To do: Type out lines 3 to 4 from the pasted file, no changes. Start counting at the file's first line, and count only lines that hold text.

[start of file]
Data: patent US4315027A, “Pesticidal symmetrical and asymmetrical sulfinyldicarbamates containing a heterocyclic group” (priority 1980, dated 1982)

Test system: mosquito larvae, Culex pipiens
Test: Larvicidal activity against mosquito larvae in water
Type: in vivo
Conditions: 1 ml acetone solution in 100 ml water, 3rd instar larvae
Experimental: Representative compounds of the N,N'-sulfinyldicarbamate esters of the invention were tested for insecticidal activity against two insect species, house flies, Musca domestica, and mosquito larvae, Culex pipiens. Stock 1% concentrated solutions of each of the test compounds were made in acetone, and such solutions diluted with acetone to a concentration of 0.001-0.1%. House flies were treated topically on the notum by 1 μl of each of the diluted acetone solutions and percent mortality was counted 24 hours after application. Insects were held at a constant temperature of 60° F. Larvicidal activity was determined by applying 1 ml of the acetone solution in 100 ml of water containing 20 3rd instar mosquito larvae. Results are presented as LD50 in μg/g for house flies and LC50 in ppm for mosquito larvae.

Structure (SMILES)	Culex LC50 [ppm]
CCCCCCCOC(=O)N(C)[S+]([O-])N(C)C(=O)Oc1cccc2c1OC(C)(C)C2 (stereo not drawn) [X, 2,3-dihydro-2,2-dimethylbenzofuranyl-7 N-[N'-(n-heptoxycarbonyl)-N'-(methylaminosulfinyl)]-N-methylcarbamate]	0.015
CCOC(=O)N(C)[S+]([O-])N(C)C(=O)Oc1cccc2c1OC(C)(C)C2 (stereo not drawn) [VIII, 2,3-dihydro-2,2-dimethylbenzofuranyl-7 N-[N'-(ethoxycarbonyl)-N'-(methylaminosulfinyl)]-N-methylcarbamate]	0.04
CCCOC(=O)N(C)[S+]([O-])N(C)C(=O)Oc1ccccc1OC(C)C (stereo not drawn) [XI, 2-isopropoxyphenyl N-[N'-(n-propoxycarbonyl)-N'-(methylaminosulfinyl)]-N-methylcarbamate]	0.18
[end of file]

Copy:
Test: Larvicidal activity against mosquito larvae in water
Type: in vivo